Scientific Achievement

A new experimental approach is developed for studying surface chemistry in micron-sized droplets. An electrodynamic balance is used to collide two droplets, which produces a pH jump and a chemical reaction. Reaction kinetics are accelerated relative to macroscale beakers. Using a kinetic model the reaction acceleration mechanism is attributed to the droplet interface.

Significance and Impact

Recent studies report the dramatic acceleration of chemical reactions in micron-sized compartments. In the majority of these studies the exact acceleration mechanism is unknown, but the droplet interface is thought to play a significant role. We show that the accelerated synthesis of azamonardine in droplets originates from the fast diffusion of O2 and the enrichments of reagents at the droplet interface.

Research Details

Dopamine reacts with resorcinol to form a fluorescent product azamonardine and is used as a model system to examine how droplet interfaces accelerate reaction kinetics. The reaction is initiated by colliding two droplets levitated in a branched quadrupole trap, which allows the reaction to be observed in individual droplets where the size, concentration, and charge are carefully controlled. The collision of two droplets produces a pH jump and the reaction kinetics are quantified optically and in situ by measuring the formation of azamonardine. The reaction was observed to occur 1.5 to 7.4 times faster in 9-35 micron droplets compared to the same reaction conducted in a macroscale container. A kinetic model of the experimental results suggests that the acceleration mechanism arises from both the more rapid diffusion of oxygen into the droplet, as well as increased reagent concentrations at the air-water interface.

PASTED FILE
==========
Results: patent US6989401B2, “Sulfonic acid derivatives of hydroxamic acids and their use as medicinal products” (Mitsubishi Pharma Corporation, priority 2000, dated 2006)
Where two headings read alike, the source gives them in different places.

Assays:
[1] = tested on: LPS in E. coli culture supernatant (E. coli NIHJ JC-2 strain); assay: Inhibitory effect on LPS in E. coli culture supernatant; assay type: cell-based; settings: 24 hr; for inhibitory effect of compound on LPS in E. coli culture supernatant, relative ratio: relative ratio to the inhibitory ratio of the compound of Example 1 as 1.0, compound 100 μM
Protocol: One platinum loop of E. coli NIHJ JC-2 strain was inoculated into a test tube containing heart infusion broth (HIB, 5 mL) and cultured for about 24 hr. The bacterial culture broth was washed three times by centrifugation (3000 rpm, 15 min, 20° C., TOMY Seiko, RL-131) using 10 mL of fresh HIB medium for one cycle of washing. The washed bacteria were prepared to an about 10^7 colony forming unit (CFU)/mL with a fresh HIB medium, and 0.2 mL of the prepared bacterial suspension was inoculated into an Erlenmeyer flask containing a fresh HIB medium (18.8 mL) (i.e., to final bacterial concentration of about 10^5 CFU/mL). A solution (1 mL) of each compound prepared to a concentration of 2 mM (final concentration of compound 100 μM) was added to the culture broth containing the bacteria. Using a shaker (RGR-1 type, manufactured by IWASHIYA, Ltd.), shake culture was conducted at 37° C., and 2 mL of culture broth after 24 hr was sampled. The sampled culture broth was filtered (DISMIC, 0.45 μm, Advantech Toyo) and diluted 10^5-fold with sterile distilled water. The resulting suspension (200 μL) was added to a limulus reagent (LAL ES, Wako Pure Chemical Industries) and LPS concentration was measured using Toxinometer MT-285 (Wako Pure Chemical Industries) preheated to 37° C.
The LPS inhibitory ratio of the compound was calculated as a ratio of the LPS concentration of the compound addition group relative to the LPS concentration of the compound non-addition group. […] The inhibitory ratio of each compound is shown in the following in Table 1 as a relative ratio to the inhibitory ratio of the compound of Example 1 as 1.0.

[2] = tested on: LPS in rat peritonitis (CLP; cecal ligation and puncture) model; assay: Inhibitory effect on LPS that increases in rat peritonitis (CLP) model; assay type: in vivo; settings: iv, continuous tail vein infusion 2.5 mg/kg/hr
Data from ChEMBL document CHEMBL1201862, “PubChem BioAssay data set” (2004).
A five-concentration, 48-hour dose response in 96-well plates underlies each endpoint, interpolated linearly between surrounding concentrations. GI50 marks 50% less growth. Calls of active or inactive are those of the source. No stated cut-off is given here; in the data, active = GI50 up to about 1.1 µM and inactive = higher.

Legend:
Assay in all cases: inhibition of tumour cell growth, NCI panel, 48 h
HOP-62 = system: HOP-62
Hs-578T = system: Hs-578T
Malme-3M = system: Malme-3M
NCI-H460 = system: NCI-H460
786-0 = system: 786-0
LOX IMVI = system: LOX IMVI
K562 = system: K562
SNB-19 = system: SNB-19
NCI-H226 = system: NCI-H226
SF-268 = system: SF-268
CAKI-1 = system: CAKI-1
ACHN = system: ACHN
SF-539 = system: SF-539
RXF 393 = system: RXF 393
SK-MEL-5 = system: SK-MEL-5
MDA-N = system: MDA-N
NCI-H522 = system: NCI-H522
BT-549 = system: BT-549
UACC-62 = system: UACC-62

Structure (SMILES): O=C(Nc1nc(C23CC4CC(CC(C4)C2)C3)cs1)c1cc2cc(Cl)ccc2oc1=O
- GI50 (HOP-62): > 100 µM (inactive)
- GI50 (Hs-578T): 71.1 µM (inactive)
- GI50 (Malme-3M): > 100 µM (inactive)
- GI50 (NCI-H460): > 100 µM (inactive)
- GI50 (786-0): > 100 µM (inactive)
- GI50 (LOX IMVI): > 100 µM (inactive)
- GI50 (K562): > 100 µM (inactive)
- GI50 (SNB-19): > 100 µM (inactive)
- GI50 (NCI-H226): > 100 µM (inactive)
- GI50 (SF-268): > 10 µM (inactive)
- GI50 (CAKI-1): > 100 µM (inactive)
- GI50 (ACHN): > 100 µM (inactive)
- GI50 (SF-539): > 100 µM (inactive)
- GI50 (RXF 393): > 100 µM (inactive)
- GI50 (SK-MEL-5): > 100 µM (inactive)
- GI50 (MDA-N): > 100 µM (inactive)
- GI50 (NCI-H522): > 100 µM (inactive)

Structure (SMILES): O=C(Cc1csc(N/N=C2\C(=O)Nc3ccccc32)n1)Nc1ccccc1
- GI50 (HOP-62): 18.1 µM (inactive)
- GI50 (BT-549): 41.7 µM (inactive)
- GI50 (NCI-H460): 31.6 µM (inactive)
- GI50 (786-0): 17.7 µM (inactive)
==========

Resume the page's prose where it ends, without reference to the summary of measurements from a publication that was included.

Publication Details

E. K. Brown, G. Rovelli and K. R. Wilson, “pH jump kinetics in colliding microdroplets: accelerated synthesis of azamonardine from dopamine and resorcinol,” Chemical Science, 2023.
DOI: 10.1039/D3SC01576A